JVM: Detroit Lions
Player values can change year to year based on how they play, age, injuries and their pressure on the salary cap. Matt Claassen takes a closer look at the Detroit ...
JVM: Detroit Lions
In this series of pieces, Pro Football Focus is hammering into the value of players. To us it’s a “Jahnke Value Model” number, telling you what players were worth (by our grading) in 2013. You can read about the work we’ve done to create it HERE, but in short:
• It’s solely about what a player did on the field in 2013
• Players are grouped by positions so their play essentially earns them a portion of the positional salary pool
• It’s all about cap hits (these values are approximate)
Here are 2013′s most undervalued and overvalued Detroit Lions:
(* Denotes player missed significant portion of time through injury)
1. Joique Bell, Halfback
The Lions made the big splash in signing Reggie Bush last offseason, but Joique Bell was their most effective running back for the second straight year. Bell forced 48 missed tackles, just three fewer than Bush despite getting roughly 20 percent fewer touches. Bell averaged a sixth-best 1.90 Yards Per Route Run and his 547 receiving yards were second-most on the Lions. Bell’s value nearly reached $7 million even though he played less than half of the Lions’ snaps this season.
2013 Cap Hit: $600k
2013 Jahnke Value Model: $6.9m
Value Differential: +$6.3m
2. Larry Warford, Right Guard
Our Offensive Rookie of the Year was one of the most consistent linemen in football in 2013. Warford finished with easily the highest overall grade for a rookie guard in PFF history and was our fourth-ranked guard overall. He averaged less than one allowed pressure per game and didn’t allow a sack in nearly 700 drop-backs. While it’s unsurprising that he outplayed the value of his rookie contract, his performance made him one of the biggest bargains of any offensive lineman.
2013 Cap Hit: $600k
2013 Jahnke Value Model: $6.6m
Value Differential: +$6m
3. Joseph Fauria, Tight End
The undrafted rookie played only 26.9% of the Lions’ offensive snaps yet quickly became a red-zone threat for Matthew Stafford. He showed up when called upon, scoring seven touchdowns in 30 targets. His value didn’t go far beyond that, but he made plenty of impactful plays considering his cap hit and role in the offense.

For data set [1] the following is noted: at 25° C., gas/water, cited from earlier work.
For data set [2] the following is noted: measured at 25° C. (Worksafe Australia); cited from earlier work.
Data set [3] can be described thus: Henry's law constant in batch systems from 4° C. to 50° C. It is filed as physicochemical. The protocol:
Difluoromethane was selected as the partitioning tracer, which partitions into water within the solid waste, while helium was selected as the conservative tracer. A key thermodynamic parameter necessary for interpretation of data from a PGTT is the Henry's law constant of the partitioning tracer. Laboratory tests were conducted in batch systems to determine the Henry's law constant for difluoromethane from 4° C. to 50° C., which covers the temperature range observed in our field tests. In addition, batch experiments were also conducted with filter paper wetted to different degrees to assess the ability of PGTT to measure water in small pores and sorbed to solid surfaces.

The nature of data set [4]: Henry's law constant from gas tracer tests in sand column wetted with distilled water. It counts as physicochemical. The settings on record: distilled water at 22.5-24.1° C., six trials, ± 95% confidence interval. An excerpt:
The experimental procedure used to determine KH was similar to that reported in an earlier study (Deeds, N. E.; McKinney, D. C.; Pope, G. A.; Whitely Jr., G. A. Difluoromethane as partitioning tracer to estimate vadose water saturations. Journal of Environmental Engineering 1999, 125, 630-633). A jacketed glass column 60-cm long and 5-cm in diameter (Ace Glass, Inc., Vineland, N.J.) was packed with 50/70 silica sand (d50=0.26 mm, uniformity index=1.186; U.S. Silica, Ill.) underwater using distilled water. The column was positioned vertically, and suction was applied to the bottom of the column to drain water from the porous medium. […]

2013 Cap Hit: $400k
2013 Jahnke Value Model: $4.2m
Value Differential: +$3.8m
4. Willie Young, DE – Cap: $1.5m, JVM: $4.7m, Value Differential: +$3.2m
5. DeAndre Levy, OLB – Cap: $2m, JVM: $5.2m, Value Differential: +$3.2m
6. Stephen Tulloch, MLB – Cap: $4.8m, JVM: $8m, Value Differential: +$3.2m
7. Glover Quin, S – Cap: $2m, JVM: $4.7m, Value Differential: +$2.7m
8. Rashean Mathis, CB – Cap: $600k, JVM: 3.2, Value Differential: +$2.6m
9. Louis Delmas, S – Cap: $1.2m, JVM: $3.8m, Value Differential: +$2.6m
10. Dominic Raiola, C – Cap: $3m, JVM: $5.4m, Value Differential: +$2.4m
1. Nate Burleson, Wide Receiver*
For the second-straight season Burleson missed significant time due to injury, although this year it was due to an odd off-field incident. Still, he graded ‘green’ in just one of the nine games he played and was average at best throughout the season. Burleson’s strength has been his ability to work well in the slot but he averaged 1.26 Yards Per Route Run from the position, 38th out of 60 qualifying receivers.
2013 Cap Hit: $4m
2013 Jahnke Value Model: $900k
Value Differential: -$3.1m
2. Brandon Pettigrew, Tight End
The former first-round pick failed to take a step forward in his contract year when the Lions needed him most. On a team desperate for a solid receiving option after Calvin Johnson, Pettigrew finished fifth on the team in receptions (41) and sixth in receiving yards (416). His value could have been higher had he been a better blocker to offset his mediocrity in the passing game. However, at times Pettigrew struggled to hold his own, ranking 48th of 64 tight ends with a combined -8.6 run and screen blocking grade.
2013 Cap Hit: $3.5m
2013 Jahnke Value Model: $700k
Value Differential: -$2.8m
3. Tony Scheffler, Tight End
Scheffler had long been a staple in the Lions’ pass offense due to his unique size-speed combination that allowed them to move him around in formations. His 2013 season got off to a rocky start though, dropping three of his first 10 catchable targets in five games. So after suffering another concussion, the Lions decided to part ways with the 31-year-old midseason knowing that the aforementioned Fauria was capable of taking over his role.
2013 Cap Hit: $3m
2013 Jahnke Value Model: $400k
Value Differential: -$2.6m
4. Matthew Stafford, QB – Cap: $17.8m, JVM: $15.3m, Value Differential: -$2.5m
5. Shaun Hill, QB – Cap: $3.3m, JVM: $900km, Value Differential: -$2.3m
6. Jason D. Jones, DE* – Cap: $1.8m, JVM: $100k, Value Differential: -$1.7m
7. Chris Houston, CB – Cap: $2.3m, JVM: $700k, Value Differential: -$1.6m
8. Ndamukong Suh, DT – Cap: $10.5m, JVM: $9.6m, Value Differential: -$900k
9. Ezekiel Ansah, DE – Cap: $3.4m, JVM: $2.5m, Value Differential: -$900k
10. Rob Sims, LG – Cap: $3.4m, JVM: $2.5m, Value Differential: -$900k
Summary – Team Value Differential: +$17.2m
The Lions finished with one of the best team value differentials. Not only did they benefit from great value out of some of their youngest and lowest paid players, but the Lions’ three highest paid players came close to earning their high cap numbers. Even though Stafford was the fourth-most overpaid player on the team, he had the second-highest cap hit of any player in the league. The Lions’ most overvalued player was -$3.1 million, which wouldn’t crack the Top 5 for many teams. Continuing to get value from these players will be even more important as they head into 2014 with less salary cap room than most other teams.
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